Vrindavan, 2017.10.28 (VT): A few days ago, foreign devotees living in Vrindavan were requested to make their suggestions known for the development of the Dham. Adityanath Yogi, the CM of Uttar Pradesh, and Mr. Mishra have both promised that the development of Braj will take place according to the will of the people of Braj and in keeping with the mission of Braj as a spiritual center or tirth. Now that the government has officially declared that Vrindavan is a tirth or holy site, let us examine that proposal.
Drawings and paintings from the past, such as this one from 1789, show that the river Yamuna used to flow right past Madan Mohan. Exactly what year the river changed course I do not know, but the current river flows about 500 meters or more to the north of the Madan Mohan temple.
This is the marker for the Dwadashaditya Tila lookout point. Obviously, when this lookout was constructed, probably at the same time as the temple itself, there was a beautiful unobstructed view of the Yamuna River, as well as the fields and forests that grew on every side.
I wanted to take pictures from the lookout point was to show the “view” from Madan Mohan or Dwadashaditya Tila. This is the area that is currently under dispute. Numerous buildings have already been knocked down in this area, but several large buildings, like the Russki Dom in the upper left side of the featured image behind the parking lot have received stay orders and are not under the wrecking ball quite yet.
This is the current “view” from Madan Mohan. It is also part of the area that is currently under dispute. Numerous buildings have already been knocked down in this area, but several large buildings, like the Russki Dom in the upper left side of this image behind the parking lot have received stay orders and are not under the wrecking ball quite yet.
In the distance one can see the Yamuna. Now the view has been completely obliterated by these hideous parking lots and the unsightly and half-completed constructions.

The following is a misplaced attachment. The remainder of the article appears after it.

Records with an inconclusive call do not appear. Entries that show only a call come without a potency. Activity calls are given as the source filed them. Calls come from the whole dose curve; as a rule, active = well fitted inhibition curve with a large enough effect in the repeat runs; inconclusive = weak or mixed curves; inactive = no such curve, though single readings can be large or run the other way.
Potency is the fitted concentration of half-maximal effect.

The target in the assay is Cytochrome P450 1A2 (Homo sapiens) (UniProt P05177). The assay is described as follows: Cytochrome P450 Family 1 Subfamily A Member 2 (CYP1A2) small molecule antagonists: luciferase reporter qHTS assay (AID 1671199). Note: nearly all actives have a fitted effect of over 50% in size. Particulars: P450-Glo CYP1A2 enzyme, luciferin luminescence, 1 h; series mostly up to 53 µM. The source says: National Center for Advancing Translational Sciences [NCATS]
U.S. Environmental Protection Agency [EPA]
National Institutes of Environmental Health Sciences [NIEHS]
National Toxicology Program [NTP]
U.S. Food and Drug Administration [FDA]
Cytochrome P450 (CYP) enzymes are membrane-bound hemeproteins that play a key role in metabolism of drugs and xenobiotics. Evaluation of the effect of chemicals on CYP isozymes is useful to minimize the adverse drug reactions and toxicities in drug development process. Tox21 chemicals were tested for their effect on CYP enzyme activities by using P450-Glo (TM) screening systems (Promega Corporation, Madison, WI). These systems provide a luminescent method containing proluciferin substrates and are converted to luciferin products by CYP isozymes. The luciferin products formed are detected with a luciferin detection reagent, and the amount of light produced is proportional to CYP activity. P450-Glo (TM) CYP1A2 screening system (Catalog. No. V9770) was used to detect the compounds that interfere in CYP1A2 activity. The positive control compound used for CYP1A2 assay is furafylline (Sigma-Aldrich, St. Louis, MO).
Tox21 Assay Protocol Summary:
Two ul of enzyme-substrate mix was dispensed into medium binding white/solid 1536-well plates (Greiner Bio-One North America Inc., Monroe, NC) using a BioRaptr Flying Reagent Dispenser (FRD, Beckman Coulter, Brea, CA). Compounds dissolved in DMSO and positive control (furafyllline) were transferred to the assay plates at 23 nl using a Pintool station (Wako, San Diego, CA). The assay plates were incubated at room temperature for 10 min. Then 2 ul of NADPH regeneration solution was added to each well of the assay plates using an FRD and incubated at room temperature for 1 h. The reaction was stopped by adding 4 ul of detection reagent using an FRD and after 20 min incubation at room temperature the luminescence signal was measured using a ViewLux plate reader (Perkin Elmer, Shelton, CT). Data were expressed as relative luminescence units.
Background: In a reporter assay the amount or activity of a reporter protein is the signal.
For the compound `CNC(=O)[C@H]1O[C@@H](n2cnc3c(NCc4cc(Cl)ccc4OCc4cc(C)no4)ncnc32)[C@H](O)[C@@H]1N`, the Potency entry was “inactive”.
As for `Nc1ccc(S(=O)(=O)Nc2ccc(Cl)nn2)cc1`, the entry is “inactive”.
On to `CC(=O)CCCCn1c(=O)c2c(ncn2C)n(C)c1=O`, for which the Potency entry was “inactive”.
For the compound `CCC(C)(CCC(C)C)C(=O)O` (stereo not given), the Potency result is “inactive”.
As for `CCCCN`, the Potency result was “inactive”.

The MVDA and Vrindavan municipality made some serious errors of judgment in allowing this area to be developed as a residential area, since it belongs to the Yamuna floodplain and therefore no construction is permitted there.
From the point of view of tourism, you really want to protect your views. There must be an unobstructed view of the Yamuna and beautiful gardens and orchards planted here for the pleasure of those doing parikrama and visiting the Madan Mohan temple.
The other thing, of course, is the Parikrama Marg itself, which on busy days like ekadashis or Gopashtami, sees an influx of pilgrims wanting to do Panchakosi Parikrama. Increased traffic on the Parikrama Marg, especially here with people headed in to Bihariji right ahead, makes the Parikrama walk a real difficulty.
Let the demolition work continue. Let’s find a solution for the Parikrama Marg that includes daily no-traffic times and no-traffic days when the crowds are greatest. In my view, every visitor to Vrindavan should be made to leave their vehicle outside the Parikrama Marg, including bus passengers and to walk to Bihariji and the other temples for darshan.
What is a visit to the holy place without some sacrifice or tapasya. In other days, visiting Vrindavan required taking days out of one’s life. Now one can breeze in for a drive, see Bihariji and go. The spiritual benefit of such actions is minimal.
If Braj is to be developed as a pilgrimage center rather than a purely tourist hub like Agra with the Taj, then some demands have to be made on the pilgrim, for the sake of the Dham itself, in order that its spiritual power is most effectively experienced. That is the magic of the Dham and that is where its real potential lies.
Vrindavan is about spirituality and nature. Without the Yamuna and without an attempt to make the land as lush and green in the current environment as is possible, should be taken as essential elements in any concept of the Dham that is sustainable for the long term.